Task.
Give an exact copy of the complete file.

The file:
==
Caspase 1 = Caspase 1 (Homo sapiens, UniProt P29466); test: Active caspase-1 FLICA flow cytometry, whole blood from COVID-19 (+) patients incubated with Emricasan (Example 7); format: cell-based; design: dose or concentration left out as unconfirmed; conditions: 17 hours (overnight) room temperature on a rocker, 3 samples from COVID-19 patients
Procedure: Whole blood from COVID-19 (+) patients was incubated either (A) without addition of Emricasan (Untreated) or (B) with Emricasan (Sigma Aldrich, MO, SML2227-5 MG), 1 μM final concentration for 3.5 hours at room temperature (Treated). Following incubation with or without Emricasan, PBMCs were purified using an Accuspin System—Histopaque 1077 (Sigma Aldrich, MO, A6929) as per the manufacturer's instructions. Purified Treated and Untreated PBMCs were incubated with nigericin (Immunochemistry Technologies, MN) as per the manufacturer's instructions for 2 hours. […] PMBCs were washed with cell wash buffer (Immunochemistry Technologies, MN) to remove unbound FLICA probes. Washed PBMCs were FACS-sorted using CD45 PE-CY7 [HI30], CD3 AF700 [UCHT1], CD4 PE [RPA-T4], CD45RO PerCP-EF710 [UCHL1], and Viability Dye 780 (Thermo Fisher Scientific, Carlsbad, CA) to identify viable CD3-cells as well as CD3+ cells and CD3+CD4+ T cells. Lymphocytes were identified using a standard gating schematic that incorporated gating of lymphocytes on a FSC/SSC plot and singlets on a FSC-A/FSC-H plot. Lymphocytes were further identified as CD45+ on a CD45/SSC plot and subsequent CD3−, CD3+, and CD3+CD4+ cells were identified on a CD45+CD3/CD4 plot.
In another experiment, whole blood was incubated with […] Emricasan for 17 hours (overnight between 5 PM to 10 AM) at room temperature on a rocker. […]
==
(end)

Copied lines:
Caspase 1 = Caspase 1 (Homo sapiens, UniProt P29466); test: Active caspase-1 FLICA flow cytometry, whole blood from COVID-19 (+) patients incubated with Emricasan (Example 7); format: cell-based; design: dose or concentration left out as unconfirmed; conditions: 17 hours (overnight) room temperature on a rocker, 3 samples from COVID-19 patients
Procedure: Whole blood from COVID-19 (+) patients was incubated either (A) without addition of Emricasan (Untreated) or (B) with Emricasan (Sigma Aldrich, MO, SML2227-5 MG), 1 μM final concentration for 3.5 hours at room temperature (Treated). Following incubation with or without Emricasan, PBMCs were purified using an Accuspin System—Histopaque 1077 (Sigma Aldrich, MO, A6929) as per the manufacturer's instructions. Purified Treated and Untreated PBMCs were incubated with nigericin (Immunochemistry Technologies, MN) as per the manufacturer's instructions for 2 hours. […] PMBCs were washed with cell wash buffer (Immunochemistry Technologies, MN) to remove unbound FLICA probes. Washed PBMCs were FACS-sorted using CD45 PE-CY7 [HI30], CD3 AF700 [UCHT1], CD4 PE [RPA-T4], CD45RO PerCP-EF710 [UCHL1], and Viability Dye 780 (Thermo Fisher Scientific, Carlsbad, CA) to identify viable CD3-cells as well as CD3+ cells and CD3+CD4+ T cells. Lymphocytes were identified using a standard gating schematic that incorporated gating of lymphocytes on a FSC/SSC plot and singlets on a FSC-A/FSC-H plot. Lymphocytes were further identified as CD45+ on a CD45/SSC plot and subsequent CD3−, CD3+, and CD3+CD4+ cells were identified on a CD45+CD3/CD4 plot.
In another experiment, whole blood was incubated with […] Emricasan for 17 hours (overnight between 5 PM to 10 AM) at room temperature on a rocker. […]